Across the country, running shops -- along with their Facebook and Twitter accounts -- became de facto hubs for questions and condolences on Monday afternoon after two explosions disrupted the Boston Marathon, killing at least two people and injuring dozens more.
The first blast went off near Marathon Sports' location on Boylston Street in Boston, blasting out the store windows, according to reports.
Phone calls to several of Marathon Sports' Boston locations by The Huffington Post went unanswered, but the company's website featured hashtag #prayforboston along with a link to donate to the Red Cross on Monday afternoon. The company also used its Facebook and Twitter accounts to communicate with runners.
"Incredible tragedy, and at a loss for words. It is a small consolation, but our staff are all safe. Please #prayforboston," Marathon Sports posted on its Facebook page Monday afternoon. The post then became a sort of open guest book for runners and others looking to express horror and shock at the day's tragic events.
No words.Small consolation - but staff is okay.
— Marathon Sports (@Marathon_Sports) April 15, 2013
Marathon days are typically big for local running shops, at least in terms of foot traffic as the race and related festivities bring running to mind, said John Raveling, manager at the Greater Boston Running Company in Lexington, Mass. But on Monday, visitors to local stores had far more sober thoughts in mind.
"We have had a couple people come in just to talk about it," said Raveling. "Everybody is trying to find out all the information that they can. Everybody is just asking questions."
News of the explosions rippled through the running community, even shops far away from Boston, as groups of runners from their local communities had traveled together to compete in the elite marathon. Twenty runners from the Track Shop, based in Orlando, Fla., were in Boston when the disaster hit, according to the Orlando Sentinel.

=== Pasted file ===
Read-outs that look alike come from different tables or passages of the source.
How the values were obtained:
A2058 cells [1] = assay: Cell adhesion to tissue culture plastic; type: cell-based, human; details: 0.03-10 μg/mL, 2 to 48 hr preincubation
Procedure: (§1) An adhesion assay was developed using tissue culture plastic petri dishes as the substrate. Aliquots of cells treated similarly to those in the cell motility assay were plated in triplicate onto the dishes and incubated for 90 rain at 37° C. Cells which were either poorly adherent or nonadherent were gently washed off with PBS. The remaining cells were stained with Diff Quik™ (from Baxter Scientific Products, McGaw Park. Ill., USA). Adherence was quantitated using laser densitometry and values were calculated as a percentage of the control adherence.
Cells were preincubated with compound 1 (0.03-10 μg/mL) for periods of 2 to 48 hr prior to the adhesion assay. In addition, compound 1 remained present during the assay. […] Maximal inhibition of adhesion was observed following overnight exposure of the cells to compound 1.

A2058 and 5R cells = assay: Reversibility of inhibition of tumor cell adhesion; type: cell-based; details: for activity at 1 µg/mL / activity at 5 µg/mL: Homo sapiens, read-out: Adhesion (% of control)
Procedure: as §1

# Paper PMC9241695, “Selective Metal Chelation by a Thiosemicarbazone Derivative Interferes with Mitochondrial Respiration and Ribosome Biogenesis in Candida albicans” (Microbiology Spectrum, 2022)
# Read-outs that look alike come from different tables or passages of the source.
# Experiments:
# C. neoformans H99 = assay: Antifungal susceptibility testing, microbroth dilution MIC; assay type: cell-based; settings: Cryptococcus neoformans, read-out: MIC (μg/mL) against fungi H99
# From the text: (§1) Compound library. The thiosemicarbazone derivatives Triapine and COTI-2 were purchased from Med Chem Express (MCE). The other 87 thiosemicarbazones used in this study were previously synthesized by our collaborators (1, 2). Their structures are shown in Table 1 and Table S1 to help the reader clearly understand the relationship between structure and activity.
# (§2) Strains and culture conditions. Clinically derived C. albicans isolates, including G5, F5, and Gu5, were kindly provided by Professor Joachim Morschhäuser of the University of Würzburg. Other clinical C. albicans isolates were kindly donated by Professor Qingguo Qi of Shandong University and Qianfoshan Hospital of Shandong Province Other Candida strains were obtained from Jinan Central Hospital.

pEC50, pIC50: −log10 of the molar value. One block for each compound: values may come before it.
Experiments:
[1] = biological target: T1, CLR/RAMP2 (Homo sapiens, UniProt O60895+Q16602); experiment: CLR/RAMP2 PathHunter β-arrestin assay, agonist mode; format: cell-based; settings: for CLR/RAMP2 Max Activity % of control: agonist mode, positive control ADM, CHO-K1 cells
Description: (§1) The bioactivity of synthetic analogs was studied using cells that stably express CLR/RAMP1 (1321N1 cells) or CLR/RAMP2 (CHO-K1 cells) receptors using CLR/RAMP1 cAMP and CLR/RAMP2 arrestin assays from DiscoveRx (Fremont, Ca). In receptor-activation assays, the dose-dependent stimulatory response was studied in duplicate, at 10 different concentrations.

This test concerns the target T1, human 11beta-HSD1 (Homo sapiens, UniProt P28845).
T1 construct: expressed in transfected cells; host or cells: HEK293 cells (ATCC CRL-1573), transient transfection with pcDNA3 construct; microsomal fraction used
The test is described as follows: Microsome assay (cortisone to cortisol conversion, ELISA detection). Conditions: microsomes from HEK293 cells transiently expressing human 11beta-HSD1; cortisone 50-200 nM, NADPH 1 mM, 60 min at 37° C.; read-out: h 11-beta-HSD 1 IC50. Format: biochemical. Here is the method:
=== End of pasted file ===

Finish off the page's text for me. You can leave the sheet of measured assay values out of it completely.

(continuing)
"We heard a huge, loud blast and didn't know what had happened," Jon Hughes, who co-owns Track Shack, told the Sentinel. "We could see the aftermath from our room and it reminded me of what you saw at 9-11 when the World Trade Center came down."
Several runners from Milwaukee's InStep Running were participating in the race, according to WISN, a local news network in Milwaukee. "First thought I had was I hope not just the people I know are okay," Jaime Jacoby, who works at InStep, told the news channel. "I hope everyone's okay."
A branch of CitySports located about five miles from the site of the marathon declined to comment on activity in its stores Monday, but a store clerk said the mood of Boston generally was "nervous." The chain store, which has eight locations in the Boston area, posted a statement from the company's CEO, Eddie Albertian, saying that staffers were safe.
"On behalf of everyone at City Sports, we want to express our deepest sympathies and condolences to those touched by this senseless tragedy. Our thoughts and prayers go out to all who have been affected," Albertian said on Facebook.